PHP Interfaces: A class gotta do what it’s gotta do

These days I feel like in the 15 minutes that I spend watching TV, only educational good shows are on the channel with house fixing shows. I am not, in any way shape or form a handy man so it is nice to at least learn how things are supposed to get fixed. I am also super excited when I come across Planet Earth on BBC America but I can never catch it from the beginning. Even on Discovery channel, it is almost always some dudes fixing cars. At least on house fixing shows I can learn what to look for if I ever shop for a house. There is this handy guy generally named “the contractor” and he looks around the beat up house and writes down what the house has to have to function properly and that is the contract.

In programming world, I am almost certain you have heard house is an object and blue print of the house is the class. Now we can add one more thing. That contract the contractor hands out is the interface. A house has to have a kitchen, a bathroom, lights, and a bedroom. When you implement the house class to your own object, you expect those things to exist. In order to appeal to your nerdiness, lets try to give an example related to computers. A computer has to have a CPU right? If I implement a CPU class, is it wrong of me to expect a getCpu() method that returns information about the CPU? Of course not. How can I make sure this method exists in any other class that implements the CPU class? I write an interface for it.


interface Computer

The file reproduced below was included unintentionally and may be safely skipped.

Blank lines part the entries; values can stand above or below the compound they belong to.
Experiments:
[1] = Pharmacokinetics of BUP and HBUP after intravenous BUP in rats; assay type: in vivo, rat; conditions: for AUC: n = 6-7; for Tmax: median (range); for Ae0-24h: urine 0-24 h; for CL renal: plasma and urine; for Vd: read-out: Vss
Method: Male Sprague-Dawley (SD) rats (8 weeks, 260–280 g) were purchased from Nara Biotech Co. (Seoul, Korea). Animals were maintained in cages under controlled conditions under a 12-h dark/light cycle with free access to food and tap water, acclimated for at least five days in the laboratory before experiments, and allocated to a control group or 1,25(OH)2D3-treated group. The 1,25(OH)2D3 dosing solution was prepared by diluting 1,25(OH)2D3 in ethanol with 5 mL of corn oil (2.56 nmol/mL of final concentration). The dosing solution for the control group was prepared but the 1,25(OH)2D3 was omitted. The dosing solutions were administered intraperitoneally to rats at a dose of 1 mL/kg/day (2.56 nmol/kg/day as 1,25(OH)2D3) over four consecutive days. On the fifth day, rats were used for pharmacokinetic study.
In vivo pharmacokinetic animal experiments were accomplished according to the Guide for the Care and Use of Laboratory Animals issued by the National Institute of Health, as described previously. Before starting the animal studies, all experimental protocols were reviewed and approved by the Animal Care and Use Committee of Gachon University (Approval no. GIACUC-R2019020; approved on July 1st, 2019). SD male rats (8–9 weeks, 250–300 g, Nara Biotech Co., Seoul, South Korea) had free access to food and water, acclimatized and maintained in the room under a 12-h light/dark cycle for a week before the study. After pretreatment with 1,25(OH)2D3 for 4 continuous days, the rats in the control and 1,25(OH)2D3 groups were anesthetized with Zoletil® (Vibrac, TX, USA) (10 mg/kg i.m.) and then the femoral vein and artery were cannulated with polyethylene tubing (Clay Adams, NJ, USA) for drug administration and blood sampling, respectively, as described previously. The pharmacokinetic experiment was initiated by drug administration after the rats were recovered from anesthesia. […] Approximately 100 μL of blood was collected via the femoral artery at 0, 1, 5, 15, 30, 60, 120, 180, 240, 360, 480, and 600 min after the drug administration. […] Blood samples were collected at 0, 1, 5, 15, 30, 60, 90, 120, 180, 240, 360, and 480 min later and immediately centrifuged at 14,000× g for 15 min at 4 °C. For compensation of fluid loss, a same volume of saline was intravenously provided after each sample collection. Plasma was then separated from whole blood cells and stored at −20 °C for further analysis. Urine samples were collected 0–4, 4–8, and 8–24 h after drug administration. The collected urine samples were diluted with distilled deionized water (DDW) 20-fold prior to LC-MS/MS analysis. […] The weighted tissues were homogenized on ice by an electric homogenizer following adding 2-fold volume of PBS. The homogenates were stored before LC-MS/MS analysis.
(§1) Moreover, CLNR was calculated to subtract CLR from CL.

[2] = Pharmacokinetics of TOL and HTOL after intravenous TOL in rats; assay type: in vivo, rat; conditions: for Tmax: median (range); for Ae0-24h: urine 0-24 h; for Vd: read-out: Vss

{
public function getCPU();
public function getRam();
public function getHardDrive();
}

Now If I want to write my own class that implements this interface, I have to have these methods in it. Remember that contractor guy I mentioned above? Think about how much of a trouble he would be in if he does not obey by what is written. You will be in a lot of trouble if you do not obey the interface (the contract) as well.


class BaseServer implements Computer
{
protected $cpu;
protected $ram;
protected $hdd;

public function __construct($name)
{
$this->cpu = $cpu;
$this->ram = $ram;
$this->hdd = $hdd;
}

public function getCPU()
{
return $this->cpu;
}

public function getRam()
{
return $this->ram;
}

public function getHardDrive()
{
return $this->hdd;
}
}

If your class implements in interface but it does not contain every method defined within the interface, code will fail. You may think, what is point of this? Take a look at the not so creative example again. It is of course normal that a computer class has a function to get information about the CPU. Lets say that this class does not have an interface and two other classes implements this class. We are humans and we can be forgetful. We may forget about implementing an expected method and couple of coding hours later your code fails. Take a look at another possibility. Two other classes implement this class and they have all the methods to get information about CPU, ram and hard drive. What are those methods called? If I implement one of them and I want to get hard drive information, what do I call getHDD() or getHardDriveInfo() or getSSD ? You see where I am going with this? Inconsistency is almost a guarantee if you do not implement an interface. For the sake of peace of mind, use an interface so you know what you are getting yourself into.

In the world of Java and / or C variants, you might have heard the term polymorphism. This is kind of that. You are making the class responsible for it’s code and data but they have to have these methods.

Posted in PHP